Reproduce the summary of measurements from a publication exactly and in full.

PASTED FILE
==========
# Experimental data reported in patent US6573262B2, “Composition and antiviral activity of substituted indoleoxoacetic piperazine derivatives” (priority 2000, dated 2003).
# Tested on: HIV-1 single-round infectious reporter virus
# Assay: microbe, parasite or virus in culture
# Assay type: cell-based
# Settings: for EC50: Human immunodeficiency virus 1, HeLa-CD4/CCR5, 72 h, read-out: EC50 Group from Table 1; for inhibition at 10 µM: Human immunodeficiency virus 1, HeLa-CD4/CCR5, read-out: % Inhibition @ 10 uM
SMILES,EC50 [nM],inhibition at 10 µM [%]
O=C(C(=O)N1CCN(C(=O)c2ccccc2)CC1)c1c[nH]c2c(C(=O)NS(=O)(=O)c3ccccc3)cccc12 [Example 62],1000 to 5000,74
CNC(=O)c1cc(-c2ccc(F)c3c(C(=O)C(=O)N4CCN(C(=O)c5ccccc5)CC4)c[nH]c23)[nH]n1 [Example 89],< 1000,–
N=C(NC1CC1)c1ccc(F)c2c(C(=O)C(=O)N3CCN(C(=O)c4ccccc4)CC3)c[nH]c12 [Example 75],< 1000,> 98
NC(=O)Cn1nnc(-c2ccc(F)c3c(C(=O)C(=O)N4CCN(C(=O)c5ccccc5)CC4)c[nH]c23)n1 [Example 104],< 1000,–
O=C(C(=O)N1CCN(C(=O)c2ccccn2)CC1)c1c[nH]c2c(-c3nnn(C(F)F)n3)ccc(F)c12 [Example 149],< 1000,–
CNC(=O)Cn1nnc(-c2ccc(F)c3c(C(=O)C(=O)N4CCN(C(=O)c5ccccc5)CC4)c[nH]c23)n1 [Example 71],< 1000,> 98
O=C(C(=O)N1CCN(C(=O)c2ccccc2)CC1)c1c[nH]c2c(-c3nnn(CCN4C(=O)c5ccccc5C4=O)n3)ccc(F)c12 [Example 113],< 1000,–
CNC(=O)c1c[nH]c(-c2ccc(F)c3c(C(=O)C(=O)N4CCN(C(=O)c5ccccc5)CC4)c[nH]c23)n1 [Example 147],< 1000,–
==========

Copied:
# Experimental data reported in patent US6573262B2, “Composition and antiviral activity of substituted indoleoxoacetic piperazine derivatives” (priority 2000, dated 2003).
# Tested on: HIV-1 single-round infectious reporter virus
# Assay: microbe, parasite or virus in culture
# Assay type: cell-based
# Settings: for EC50: Human immunodeficiency virus 1, HeLa-CD4/CCR5, 72 h, read-out: EC50 Group from Table 1; for inhibition at 10 µM: Human immunodeficiency virus 1, HeLa-CD4/CCR5, read-out: % Inhibition @ 10 uM
SMILES,EC50 [nM],inhibition at 10 µM [%]
O=C(C(=O)N1CCN(C(=O)c2ccccc2)CC1)c1c[nH]c2c(C(=O)NS(=O)(=O)c3ccccc3)cccc12 [Example 62],1000 to 5000,74
CNC(=O)c1cc(-c2ccc(F)c3c(C(=O)C(=O)N4CCN(C(=O)c5ccccc5)CC4)c[nH]c23)[nH]n1 [Example 89],< 1000,–
N=C(NC1CC1)c1ccc(F)c2c(C(=O)C(=O)N3CCN(C(=O)c4ccccc4)CC3)c[nH]c12 [Example 75],< 1000,> 98
NC(=O)Cn1nnc(-c2ccc(F)c3c(C(=O)C(=O)N4CCN(C(=O)c5ccccc5)CC4)c[nH]c23)n1 [Example 104],< 1000,–
O=C(C(=O)N1CCN(C(=O)c2ccccn2)CC1)c1c[nH]c2c(-c3nnn(C(F)F)n3)ccc(F)c12 [Example 149],< 1000,–
CNC(=O)Cn1nnc(-c2ccc(F)c3c(C(=O)C(=O)N4CCN(C(=O)c5ccccc5)CC4)c[nH]c23)n1 [Example 71],< 1000,> 98
O=C(C(=O)N1CCN(C(=O)c2ccccc2)CC1)c1c[nH]c2c(-c3nnn(CCN4C(=O)c5ccccc5C4=O)n3)ccc(F)c12 [Example 113],< 1000,–
CNC(=O)c1c[nH]c(-c2ccc(F)c3c(C(=O)C(=O)N4CCN(C(=O)c5ccccc5)CC4)c[nH]c23)n1 [Example 147],< 1000,–